Saturday, 31 March 2012

"Yes Chef!"

Were it not for the fact that the work I do is unpaid or badly paid, I would be more than happy. It was, whilst cycling through the town that it dawned on me that I cannot ever again work where there are rules to be followed and a line to be towed. This epiphany came as I rather appositely freewheeled downhill. There was no denying it though, and the truth was suddenly as crystal clear as the ice on the road that I narrowly avoided.
My childhood came to me in flashbacks. I was asked to leave the Brownies and subsequently the Girl Guides due to my disruptive influence on the pack. Sunday school was the bane of my life on a Sunday afternoon; an hour and a half of peace and quiet for my parents meant an hour and a half of head-aches and debate for the elderly and very grave deacons of my chapel, who felt it was their duty to drill into me the word of God.
“How do we know that for sure?" I would ask.
“Because it is written in the Bible”, they would answer.
“How can you believe a book that has been written by various contributors thousands of years ago? It doesn’t make sense to me.”
I questioned the existence of The Garden of Eden; Moses and the parting of the sea, Noah and his improbable Ark.
“As various animals exist on various continents, how on earth did they muster them together on one big boat just before it started drizzling?”
Job, Thomas, Zacheus, Lazarus and so on. Had the deacons taken the time, if only for a moment to say to me:
“Well, we are not exactly sure of the source of the gospel, but how about we accept them as metaphors for how to live a Christian life? Would you be prepared to accept that?”
If they had said, “For instance, if we took Noah as a metaphor for looking out for our planet and fellow creatures, so that in time of war, or man’s brutality or natural disaster, the fact that we have cared for and nurtured our beasts might mean we can avoid their extinction”, would have made sense to me. I would have accepted that God might have had a hand to play in it too. As it was they never did and I was forced to accept their doctrine and it took years before God and I were on speaking terms again. The deacons were extremely relieved when I got to sixteen and told my mother in no uncertain terms that I had ‘done’ with Sunday school and would not be going back.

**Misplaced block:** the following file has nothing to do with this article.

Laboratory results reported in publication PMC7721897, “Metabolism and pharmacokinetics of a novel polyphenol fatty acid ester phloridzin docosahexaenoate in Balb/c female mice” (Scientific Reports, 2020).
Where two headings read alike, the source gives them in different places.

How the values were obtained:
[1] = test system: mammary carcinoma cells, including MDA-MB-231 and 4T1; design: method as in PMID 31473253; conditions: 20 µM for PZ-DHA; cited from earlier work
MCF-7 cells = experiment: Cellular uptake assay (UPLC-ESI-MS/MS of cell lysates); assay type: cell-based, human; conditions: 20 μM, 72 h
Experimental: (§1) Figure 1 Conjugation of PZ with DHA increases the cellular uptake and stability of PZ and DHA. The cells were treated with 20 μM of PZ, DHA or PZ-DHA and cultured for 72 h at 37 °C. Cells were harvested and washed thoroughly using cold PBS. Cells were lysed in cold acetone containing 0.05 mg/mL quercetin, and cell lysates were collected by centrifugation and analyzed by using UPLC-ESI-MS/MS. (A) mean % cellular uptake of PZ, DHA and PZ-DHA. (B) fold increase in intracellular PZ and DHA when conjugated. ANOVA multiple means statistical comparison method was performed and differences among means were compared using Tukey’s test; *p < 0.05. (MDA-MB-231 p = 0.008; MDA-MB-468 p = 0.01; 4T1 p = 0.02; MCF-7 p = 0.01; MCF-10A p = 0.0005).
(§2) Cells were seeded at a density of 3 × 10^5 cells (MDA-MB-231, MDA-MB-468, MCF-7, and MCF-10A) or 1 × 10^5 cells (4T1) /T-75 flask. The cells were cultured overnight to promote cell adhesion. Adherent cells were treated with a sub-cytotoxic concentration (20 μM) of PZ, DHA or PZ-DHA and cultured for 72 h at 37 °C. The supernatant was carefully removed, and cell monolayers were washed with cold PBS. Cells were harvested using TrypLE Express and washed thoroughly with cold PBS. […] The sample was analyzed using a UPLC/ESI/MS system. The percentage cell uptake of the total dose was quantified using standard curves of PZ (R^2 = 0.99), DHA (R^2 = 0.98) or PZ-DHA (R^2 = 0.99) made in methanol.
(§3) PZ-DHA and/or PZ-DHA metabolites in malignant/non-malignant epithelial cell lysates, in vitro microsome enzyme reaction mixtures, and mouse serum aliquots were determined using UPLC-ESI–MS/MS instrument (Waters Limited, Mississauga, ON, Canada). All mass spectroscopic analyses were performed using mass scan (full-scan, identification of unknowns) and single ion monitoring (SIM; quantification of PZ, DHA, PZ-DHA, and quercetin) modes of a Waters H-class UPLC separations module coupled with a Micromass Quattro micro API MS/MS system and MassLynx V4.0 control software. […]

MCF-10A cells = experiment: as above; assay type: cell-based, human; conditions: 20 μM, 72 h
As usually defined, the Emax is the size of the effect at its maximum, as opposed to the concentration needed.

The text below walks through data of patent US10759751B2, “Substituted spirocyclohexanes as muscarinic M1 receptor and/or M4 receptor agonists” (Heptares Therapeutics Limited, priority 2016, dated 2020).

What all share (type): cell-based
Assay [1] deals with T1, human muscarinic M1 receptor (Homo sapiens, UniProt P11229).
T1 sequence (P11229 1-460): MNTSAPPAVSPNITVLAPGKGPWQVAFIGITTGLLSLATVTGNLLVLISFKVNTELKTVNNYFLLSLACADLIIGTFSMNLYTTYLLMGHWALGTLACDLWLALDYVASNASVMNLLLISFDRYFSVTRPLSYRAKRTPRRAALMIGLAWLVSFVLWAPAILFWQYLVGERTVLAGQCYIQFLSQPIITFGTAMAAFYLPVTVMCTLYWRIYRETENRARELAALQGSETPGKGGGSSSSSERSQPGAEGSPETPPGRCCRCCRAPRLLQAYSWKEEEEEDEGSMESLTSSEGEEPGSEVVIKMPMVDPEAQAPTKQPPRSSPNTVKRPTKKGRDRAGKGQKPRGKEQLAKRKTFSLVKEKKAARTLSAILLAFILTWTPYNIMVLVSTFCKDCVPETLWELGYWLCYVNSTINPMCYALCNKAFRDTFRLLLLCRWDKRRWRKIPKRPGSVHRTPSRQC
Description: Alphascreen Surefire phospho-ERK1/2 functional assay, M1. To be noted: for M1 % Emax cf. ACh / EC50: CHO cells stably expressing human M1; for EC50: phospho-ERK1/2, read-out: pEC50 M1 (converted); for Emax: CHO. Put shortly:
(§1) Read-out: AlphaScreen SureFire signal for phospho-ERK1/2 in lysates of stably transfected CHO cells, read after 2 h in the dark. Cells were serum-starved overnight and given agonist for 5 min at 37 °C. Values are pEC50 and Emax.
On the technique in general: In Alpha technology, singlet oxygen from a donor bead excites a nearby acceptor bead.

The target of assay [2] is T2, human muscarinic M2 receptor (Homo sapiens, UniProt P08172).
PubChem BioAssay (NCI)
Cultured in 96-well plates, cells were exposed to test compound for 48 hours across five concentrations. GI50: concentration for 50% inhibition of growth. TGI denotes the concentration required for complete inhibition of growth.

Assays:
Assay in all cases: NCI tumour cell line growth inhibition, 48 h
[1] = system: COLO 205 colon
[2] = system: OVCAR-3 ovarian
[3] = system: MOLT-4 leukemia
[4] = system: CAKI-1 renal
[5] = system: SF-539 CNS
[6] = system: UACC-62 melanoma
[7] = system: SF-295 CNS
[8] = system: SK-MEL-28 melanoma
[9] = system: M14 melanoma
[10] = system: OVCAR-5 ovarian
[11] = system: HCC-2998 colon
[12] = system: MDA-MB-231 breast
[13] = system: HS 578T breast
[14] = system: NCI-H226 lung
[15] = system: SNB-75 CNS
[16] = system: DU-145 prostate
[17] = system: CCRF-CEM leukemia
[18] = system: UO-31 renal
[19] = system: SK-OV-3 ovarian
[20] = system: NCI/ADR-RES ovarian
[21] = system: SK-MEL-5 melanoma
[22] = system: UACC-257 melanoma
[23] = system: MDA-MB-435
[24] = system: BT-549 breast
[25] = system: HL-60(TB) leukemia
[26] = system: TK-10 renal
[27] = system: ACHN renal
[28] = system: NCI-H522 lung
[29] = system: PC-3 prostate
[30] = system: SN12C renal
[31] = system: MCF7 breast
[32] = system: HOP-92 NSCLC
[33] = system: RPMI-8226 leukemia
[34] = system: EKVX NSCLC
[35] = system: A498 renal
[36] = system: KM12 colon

It was the same at school, I found it hard just to sit there and absorb stuff. If I didn’t understand it at all, like maths and chemistry, I would gaze out of the window and day dream; if it was English, History or Drama then I had a better time. Although I still needed clarification, the teachers of these subjects were more adept at exploiting my creative bent and set me to work writing essays, plays, poems and stories. It was easier for them that way too. The funny thing is I was never rude and impertinent; never swore or rebelled; didn’t hang out with the bad girls, didn’t smoke, barely had sex before marriage, was nice to my mother and passed my exams. To all intents and purposes, I looked normal. Conservative even. Certainly conventional.
It has taken me forty six and a half years to realise that I am none of the above. I find it really hard to follow the herd if I think the herd is going in the wrong direction. Rules, whilst I would never deliberately go about sabotaging them, I find, must be weighed up and considered carefully before blithely following. The rest of the world though, in my experience, does not think like this. This is why they are successful at work and I am not. There is no place for me inside the machine of a big corporation whether it is teaching or commerce. At some point or other, I will ask, as I did of the deacons, “Why? It doesn’t make sense. It is in fact, absurd.”
I have come across other people who think as I do and they are self-employed. All of them, without exception. My uncle Dave is one of them and he knows a kindred spirit when he sees one and so the week that has just passed has seen me sojourn into the world of that as a chef. Uncle Dave went skiing and left me in charge of his restaurant. There are certain rules that apply here that make perfect sense. Food safety, the dangers of cross contamination, cleaning thoroughly etc., etc. However, I was not watched and surveilled as I worked. I didn’t have to serve so many customers per minute or be penalised, nor did I have to offer the customers extras when they most certainly didn’t want them. Lamb shank? Coming up. Hunters chicken? Of course. Steak? ‘How would you like it cooked?’ was as far as the customers were interrogated. Not, “have you considered a sauce with your steak?”, “Would you like extra onions rings? Only one pound extra?”
Whilst in the kitchen before service I whizzed up, with some superfluous mushrooms, a soup in the same name, whipped up a pavlova that would have reduced Nigella to envious tears and my Yorkshire Puddings were the most miraculous things to rise since, well, Lazarus. I felt the freedom I’d experienced freewheeling down the frosty hill. Sod the chocolate that led to my undoing in my previous job, here I could quaff wine as I stirred my soup. And, once I’d bought some extra strong Marigolds for the washing up, I loved every minute. It seems to me that ‘independently owned’ is as much a mind-set as it is a small business.

1 comment:

Cleanknickersandafulltummy said...

I understand completely where you are coming from. I have never been one for convention. I struggle with that concept and have messed up so many opportunities because I speak my mind. And then I kick myself, but always just auttle too late....